Dubai is living in a world of its own

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In last week’s article I talked about how amazed I was at Buckhead’s proposed park over Ga. 400. And I was – until an architect friend of mine told me of his recent trip to Dubai.

I had heard of Dubai. A city in the Middle East with a lot of money, the world’s tallest building, and something about man-made islands in the ocean. My conversation with my friend led me to some late-night reading on what exactly is going on in that city. Just a warning here: those of you who attend local city council meetings to fight any project you consider as high-density, or to fight any project that you feel impacts Atlanta’s rivers, streams or retention ponds, the words you are about to read might disturb you.

You see, in Dubai, they have little scruples for these things and enough money to make it insanely apparent to the rest of the world.

I have often joked that The Beltline created ocean-front property around intown Atlanta. I obviously meant that figuratively. In Dubai, there is nothing figurative about it. They wanted more ocean-front property, so they built more ocean-front property. The Palm Jumeirah was built around 2001 and is an artificial island made up of 7 million tons of rock and stretching 3 miles by 3 miles just off the coast of Dubai. It was kind of made in the shape of a palm tree. While visually pleasing from an airplane, the “branches” coming off the main trunk actually serve as roughly 16 peninsulas large enough for a road with ocean-front housing on either side. More than 20 hotels and resorts have been built on this island. And this is the first of three just like it.

About 15 years ago, Dubai leaders decided they needed a central business district. So they built one called Business Bay. To stay true to the name, the city had to create a bay for this inland city-within-a-city to be built along. So they built a canal for an existing saltwater creek so that instead of just heading inland, it curves back around into the Persian Gulf where the other end started. At its farthest reach inland, the creek swells to create the bay in which the new city is being built along. It should be noted that a wildlife sanctuary also sits along this new bay. I could not find out whether or not this wildlife sanctuary was man-made, but it is known as a great birding site. As for Business Bay, when completed, it is expected to have upwards of 240 commercial and residential buildings. It will have a residential population of about 191,000.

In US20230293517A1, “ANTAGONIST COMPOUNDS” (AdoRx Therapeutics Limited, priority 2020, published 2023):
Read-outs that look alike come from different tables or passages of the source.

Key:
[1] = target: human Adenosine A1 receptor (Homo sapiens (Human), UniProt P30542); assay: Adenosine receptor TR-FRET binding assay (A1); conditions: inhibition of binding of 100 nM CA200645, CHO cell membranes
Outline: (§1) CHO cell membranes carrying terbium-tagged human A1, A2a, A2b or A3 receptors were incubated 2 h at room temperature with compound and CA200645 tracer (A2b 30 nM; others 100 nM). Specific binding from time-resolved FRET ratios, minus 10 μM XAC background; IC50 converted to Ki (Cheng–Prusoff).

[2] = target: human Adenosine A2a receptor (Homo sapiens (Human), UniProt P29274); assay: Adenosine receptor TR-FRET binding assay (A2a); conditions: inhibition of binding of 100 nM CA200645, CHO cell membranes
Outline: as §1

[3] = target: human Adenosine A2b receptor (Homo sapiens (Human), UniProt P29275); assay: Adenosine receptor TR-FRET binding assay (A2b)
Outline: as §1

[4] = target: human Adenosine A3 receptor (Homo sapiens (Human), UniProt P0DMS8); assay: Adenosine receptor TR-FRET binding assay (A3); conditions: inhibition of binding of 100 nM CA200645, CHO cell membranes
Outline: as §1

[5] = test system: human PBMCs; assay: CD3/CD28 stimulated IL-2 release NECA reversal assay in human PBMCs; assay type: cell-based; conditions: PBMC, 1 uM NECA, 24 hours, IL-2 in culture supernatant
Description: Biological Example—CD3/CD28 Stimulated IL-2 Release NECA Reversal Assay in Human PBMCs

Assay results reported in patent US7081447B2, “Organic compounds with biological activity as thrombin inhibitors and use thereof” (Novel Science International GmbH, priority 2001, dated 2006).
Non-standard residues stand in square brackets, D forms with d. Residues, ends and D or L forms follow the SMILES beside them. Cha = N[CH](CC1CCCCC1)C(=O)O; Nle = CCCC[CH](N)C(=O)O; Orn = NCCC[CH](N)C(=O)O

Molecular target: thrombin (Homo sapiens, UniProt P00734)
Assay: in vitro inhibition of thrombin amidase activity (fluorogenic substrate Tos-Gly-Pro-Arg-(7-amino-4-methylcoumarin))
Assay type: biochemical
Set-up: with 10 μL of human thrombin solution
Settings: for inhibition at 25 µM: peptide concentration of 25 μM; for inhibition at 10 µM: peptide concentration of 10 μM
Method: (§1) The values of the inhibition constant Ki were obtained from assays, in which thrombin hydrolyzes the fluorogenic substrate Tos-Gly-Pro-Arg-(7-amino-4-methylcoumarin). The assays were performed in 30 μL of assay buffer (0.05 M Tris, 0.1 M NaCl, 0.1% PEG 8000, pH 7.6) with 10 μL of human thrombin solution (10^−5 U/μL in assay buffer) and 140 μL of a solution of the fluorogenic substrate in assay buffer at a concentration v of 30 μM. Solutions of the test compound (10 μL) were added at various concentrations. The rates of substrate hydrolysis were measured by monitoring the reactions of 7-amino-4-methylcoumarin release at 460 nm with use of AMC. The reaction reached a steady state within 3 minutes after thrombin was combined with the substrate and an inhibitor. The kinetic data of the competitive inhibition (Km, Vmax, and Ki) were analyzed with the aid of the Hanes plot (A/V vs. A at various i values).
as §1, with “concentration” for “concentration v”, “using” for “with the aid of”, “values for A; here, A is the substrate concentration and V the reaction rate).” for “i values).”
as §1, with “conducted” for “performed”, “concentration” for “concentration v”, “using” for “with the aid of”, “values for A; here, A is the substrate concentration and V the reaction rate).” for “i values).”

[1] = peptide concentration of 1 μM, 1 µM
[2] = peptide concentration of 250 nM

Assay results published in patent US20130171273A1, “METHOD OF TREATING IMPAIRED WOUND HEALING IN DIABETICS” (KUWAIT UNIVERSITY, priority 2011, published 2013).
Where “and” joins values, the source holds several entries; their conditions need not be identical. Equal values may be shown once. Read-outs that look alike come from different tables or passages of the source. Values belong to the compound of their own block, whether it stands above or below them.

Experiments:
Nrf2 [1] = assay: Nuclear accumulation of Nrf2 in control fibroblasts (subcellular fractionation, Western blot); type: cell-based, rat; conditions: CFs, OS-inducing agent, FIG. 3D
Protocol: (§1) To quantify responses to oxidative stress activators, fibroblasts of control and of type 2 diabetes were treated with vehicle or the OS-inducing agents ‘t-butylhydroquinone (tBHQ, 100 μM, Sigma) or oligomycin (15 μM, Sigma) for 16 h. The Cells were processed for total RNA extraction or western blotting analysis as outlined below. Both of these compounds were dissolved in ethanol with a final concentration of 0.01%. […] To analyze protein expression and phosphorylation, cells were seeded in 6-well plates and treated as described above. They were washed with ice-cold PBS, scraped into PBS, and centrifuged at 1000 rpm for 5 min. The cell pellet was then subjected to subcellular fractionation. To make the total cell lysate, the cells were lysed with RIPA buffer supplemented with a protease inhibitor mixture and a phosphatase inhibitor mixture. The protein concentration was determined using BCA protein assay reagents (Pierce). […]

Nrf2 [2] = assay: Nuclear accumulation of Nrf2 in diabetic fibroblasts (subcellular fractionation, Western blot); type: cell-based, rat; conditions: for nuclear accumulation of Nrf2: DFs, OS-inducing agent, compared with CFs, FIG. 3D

If you are a density fanatic, looking for a city council to go argue in front of, you would serve yourself well to move to Dubai. The world’s tallest building is there – the Burj Khalifa. It sits at 2,717 feet, which is 700 feet taller than the second-tallest building in the world, and 1,000 feet taller than the United States’ tallest building, One World Trade Center. (Chicago’s Willis Tower is now the world’s 16th tallest building). Dubai is home to 11 of the world’s 50 tallest buildings. But it’s tallest buildings are yet to come. It currently has three towers under construction that will surpass the world’s second tallest building in Shanghai, one of which will take the place as the world’s tallest building. The Tower at Dubai, when completed in 2020, will stand about 3,045 feet tall. Some of these buildings in Dubai will have populations larger than many medium-sized cities. Another story would be to study where these people are all coming from and what they are doing in Dubai. It’s an economy built on oil that has transitioned into tourism and high-end, luxury business dealings like diamond trading.

I’d go more into that, but I have not even mentioned the indoor ski slope! In 2005, Ski Dubai was completed. It has a 275-foot indoor mountain covered in snow with a roughly 1,200-foot ski run.

So if you are looking for a place where you can visit the world’s tallest observatory, get in some snow-skiing among penguins, then retire to your man-made ocean-front property, book a flight to Dubai.


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